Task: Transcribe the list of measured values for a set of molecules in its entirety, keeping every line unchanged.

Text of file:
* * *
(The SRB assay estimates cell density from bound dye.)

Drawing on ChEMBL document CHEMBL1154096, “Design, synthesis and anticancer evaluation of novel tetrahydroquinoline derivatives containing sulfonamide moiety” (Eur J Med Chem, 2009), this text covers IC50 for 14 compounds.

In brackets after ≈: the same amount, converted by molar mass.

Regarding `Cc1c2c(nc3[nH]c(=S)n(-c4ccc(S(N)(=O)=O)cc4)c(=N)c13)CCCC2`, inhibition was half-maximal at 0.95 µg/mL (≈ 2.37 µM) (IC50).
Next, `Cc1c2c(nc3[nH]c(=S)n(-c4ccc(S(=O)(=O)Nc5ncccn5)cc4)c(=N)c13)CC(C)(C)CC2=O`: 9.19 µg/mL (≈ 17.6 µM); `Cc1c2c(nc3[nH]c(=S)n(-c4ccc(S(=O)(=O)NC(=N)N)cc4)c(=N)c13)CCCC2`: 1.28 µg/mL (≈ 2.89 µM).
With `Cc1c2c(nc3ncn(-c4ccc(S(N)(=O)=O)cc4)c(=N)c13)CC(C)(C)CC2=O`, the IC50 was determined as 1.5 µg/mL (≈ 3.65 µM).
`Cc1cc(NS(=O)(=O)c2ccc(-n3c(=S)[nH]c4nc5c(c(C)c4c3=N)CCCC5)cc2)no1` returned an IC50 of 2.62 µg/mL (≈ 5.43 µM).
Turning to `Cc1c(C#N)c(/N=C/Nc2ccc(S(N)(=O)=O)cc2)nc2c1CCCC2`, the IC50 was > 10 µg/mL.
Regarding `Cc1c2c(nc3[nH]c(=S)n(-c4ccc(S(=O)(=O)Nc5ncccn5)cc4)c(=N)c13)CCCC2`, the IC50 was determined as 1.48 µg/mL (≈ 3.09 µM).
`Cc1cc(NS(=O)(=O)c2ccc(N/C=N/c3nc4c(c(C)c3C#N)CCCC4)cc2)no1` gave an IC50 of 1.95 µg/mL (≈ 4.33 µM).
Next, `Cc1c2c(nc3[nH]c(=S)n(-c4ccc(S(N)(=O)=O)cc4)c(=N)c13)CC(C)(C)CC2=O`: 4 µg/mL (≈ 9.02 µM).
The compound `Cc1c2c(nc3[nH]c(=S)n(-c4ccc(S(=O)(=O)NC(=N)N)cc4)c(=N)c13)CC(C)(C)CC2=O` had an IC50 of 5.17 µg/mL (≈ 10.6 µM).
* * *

(The SRB assay estimates cell density from bound dye.)

Drawing on ChEMBL document CHEMBL1154096, “Design, synthesis and anticancer evaluation of novel tetrahydroquinoline derivatives containing sulfonamide moiety” (Eur J Med Chem, 2009), this text covers IC50 for 14 compounds.

In brackets after ≈: the same amount, converted by molar mass.

Regarding `Cc1c2c(nc3[nH]c(=S)n(-c4ccc(S(N)(=O)=O)cc4)c(=N)c13)CCCC2`, inhibition was half-maximal at 0.95 µg/mL (≈ 2.37 µM) (IC50).
Next, `Cc1c2c(nc3[nH]c(=S)n(-c4ccc(S(=O)(=O)Nc5ncccn5)cc4)c(=N)c13)CC(C)(C)CC2=O`: 9.19 µg/mL (≈ 17.6 µM); `Cc1c2c(nc3[nH]c(=S)n(-c4ccc(S(=O)(=O)NC(=N)N)cc4)c(=N)c13)CCCC2`: 1.28 µg/mL (≈ 2.89 µM).
With `Cc1c2c(nc3ncn(-c4ccc(S(N)(=O)=O)cc4)c(=N)c13)CC(C)(C)CC2=O`, the IC50 was determined as 1.5 µg/mL (≈ 3.65 µM).
`Cc1cc(NS(=O)(=O)c2ccc(-n3c(=S)[nH]c4nc5c(c(C)c4c3=N)CCCC5)cc2)no1` returned an IC50 of 2.62 µg/mL (≈ 5.43 µM).
Turning to `Cc1c(C#N)c(/N=C/Nc2ccc(S(N)(=O)=O)cc2)nc2c1CCCC2`, the IC50 was > 10 µg/mL.
Regarding `Cc1c2c(nc3[nH]c(=S)n(-c4ccc(S(=O)(=O)Nc5ncccn5)cc4)c(=N)c13)CCCC2`, the IC50 was determined as 1.48 µg/mL (≈ 3.09 µM).
`Cc1cc(NS(=O)(=O)c2ccc(N/C=N/c3nc4c(c(C)c3C#N)CCCC4)cc2)no1` gave an IC50 of 1.95 µg/mL (≈ 4.33 µM).
Next, `Cc1c2c(nc3[nH]c(=S)n(-c4ccc(S(N)(=O)=O)cc4)c(=N)c13)CC(C)(C)CC2=O`: 4 µg/mL (≈ 9.02 µM).
The compound `Cc1c2c(nc3[nH]c(=S)n(-c4ccc(S(=O)(=O)NC(=N)N)cc4)c(=N)c13)CC(C)(C)CC2=O` had an IC50 of 5.17 µg/mL (≈ 10.6 µM).